An astounding 83% of the state budget is "mandated spending," put in place by legislators as they create ongoing programs with the requirement of ongoing spending. For example, this year, HB 110 creates a "nonlapsing fund" to "assist local law enforcement agencies in establishing law enforcement explorer programs to give young adults an opportunity to learn more about careers in the field of law enforcement." This nonlapsing fund is to be funded annually by an appropriation of $400,000 from the general fund. While $400,000 may seem like a small amount, and the program may seem worthy, each such program ties up money not only in the current year, but forever after.

Nonetheless, Governor Hogan has been able to fund things of importance as well as to find savings in the 17% over which he has direct control.  Local governments, who suffered for eight years as the previous administration forced them to do more with less, benefit a great deal from Governor Hogan's budget plan. Local aid is increasing to every jurisdiction in the state. This includes an 18% increase local transportation funds, including Highway User Revenue, dollars that were taken from counties in years past to balance the state budget. Local governments have been struggling to get this funding restored so they can maintain local roads, bridges, and infrastructure. Governor Hogan's budget is a positive step for them. Local governments are also benefitting from increases to education aid, with every jurisdiction seeing an increase in per pupil spending, as well as a 10% increase in police aid. 

  • Historic investment in K-12 education for the second straight year.
  • Prioritizes neglected Highway User Revenue funds and invests in roads ad bridges, statewide.
  • Provides overdue tax relief for struggling retirees, working families and small businesses
  • Expands opportunities for job creators and economic deveopment
  • New inestments to fight the heroin and opioid epidemic
  • Record level of investment for Chesapeake Bay restoration
9A District News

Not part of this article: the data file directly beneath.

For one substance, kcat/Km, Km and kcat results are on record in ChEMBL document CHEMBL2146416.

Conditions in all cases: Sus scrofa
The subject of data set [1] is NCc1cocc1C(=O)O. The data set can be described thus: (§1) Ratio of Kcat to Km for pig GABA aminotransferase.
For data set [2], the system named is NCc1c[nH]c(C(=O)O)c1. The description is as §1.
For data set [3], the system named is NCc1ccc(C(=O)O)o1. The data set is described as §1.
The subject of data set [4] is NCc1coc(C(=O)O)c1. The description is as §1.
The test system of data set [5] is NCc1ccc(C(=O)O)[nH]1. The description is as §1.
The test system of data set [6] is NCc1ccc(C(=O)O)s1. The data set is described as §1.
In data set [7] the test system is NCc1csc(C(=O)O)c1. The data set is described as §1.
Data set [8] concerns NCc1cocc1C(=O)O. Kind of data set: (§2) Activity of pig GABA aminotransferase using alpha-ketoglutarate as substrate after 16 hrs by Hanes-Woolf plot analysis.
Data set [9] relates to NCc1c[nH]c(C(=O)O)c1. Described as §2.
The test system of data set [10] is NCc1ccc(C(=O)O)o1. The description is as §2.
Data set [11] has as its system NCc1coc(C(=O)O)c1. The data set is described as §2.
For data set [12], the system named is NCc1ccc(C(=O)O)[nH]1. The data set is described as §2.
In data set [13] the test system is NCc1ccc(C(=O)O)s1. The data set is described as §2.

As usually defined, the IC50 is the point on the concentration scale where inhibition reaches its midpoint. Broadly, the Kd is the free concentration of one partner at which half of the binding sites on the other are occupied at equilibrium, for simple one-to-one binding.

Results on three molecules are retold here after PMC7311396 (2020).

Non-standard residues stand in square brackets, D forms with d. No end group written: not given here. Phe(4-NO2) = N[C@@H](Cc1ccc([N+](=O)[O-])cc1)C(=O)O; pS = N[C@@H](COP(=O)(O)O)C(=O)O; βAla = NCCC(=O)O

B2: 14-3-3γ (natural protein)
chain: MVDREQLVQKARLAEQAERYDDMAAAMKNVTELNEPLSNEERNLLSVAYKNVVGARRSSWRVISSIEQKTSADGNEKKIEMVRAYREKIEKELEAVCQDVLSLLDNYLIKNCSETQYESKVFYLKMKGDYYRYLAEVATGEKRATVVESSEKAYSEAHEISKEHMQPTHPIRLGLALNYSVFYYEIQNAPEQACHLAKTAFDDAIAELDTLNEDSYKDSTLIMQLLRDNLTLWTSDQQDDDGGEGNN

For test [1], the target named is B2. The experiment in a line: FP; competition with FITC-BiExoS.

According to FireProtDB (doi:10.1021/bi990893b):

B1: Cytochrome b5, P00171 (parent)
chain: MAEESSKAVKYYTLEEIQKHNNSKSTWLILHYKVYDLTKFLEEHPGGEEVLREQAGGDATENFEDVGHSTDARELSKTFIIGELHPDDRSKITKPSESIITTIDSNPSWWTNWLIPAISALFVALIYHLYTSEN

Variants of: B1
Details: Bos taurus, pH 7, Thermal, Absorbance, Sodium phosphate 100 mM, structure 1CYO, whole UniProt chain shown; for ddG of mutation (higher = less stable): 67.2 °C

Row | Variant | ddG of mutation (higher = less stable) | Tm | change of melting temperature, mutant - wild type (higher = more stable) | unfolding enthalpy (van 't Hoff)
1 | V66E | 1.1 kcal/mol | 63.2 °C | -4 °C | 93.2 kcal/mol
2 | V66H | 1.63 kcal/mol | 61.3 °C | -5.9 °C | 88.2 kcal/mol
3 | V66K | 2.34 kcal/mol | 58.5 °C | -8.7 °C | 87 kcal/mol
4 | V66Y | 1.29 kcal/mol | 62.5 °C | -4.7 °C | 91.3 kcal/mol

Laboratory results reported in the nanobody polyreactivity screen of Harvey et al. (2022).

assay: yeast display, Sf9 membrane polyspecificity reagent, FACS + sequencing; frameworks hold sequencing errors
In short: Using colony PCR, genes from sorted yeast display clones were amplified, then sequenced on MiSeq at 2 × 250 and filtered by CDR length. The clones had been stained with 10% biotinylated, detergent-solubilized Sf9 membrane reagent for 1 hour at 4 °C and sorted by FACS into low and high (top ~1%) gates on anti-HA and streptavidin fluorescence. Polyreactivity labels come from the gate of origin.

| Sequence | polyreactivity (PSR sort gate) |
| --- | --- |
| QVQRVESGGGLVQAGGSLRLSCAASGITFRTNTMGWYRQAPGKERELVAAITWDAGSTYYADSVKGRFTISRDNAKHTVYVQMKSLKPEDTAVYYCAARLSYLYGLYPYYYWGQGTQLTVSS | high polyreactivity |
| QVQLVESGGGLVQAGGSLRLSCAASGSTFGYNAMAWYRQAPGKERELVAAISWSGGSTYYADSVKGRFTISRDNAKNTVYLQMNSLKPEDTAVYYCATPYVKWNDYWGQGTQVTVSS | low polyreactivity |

Each year, well before session, local legislative delegations meet to consider bills that will apply only to their own county. The delegation then holds a public hearing to solicit the thoughts of the community. Finally, the delegations hold a voting session to determine which of these bills will be submitted as "local bills."
Carroll County
Carroll county proposed a number of local bills this year that met with no opposition from the public or the delegates.  One bill the delegation chose not to introduce was a bill to change the manner in which a vacant seat on the Board of Commissioners is filled to allow for a special election.  After vigorous debate, the legislators were unable to resolve two serious problems with the bill.
First, although the concept of a "special election" sounds good, when the actual details of who, what, how, when and where were applied, the complexity of the issue coupled with the goal of limited spending and maintaining the party of the incumbent who left, could not be solved.
The second problem that concerned the delegates was removing the task from the party Central Committees. Filling vacant seats is the singular perk of Central Committees. In general, the position is hard work, no pay, and very often, no thanks. But more than that, Central Committee members are elected by the voters, so they can reasonably act in the interest of the voters - without the cost of conducting a special election.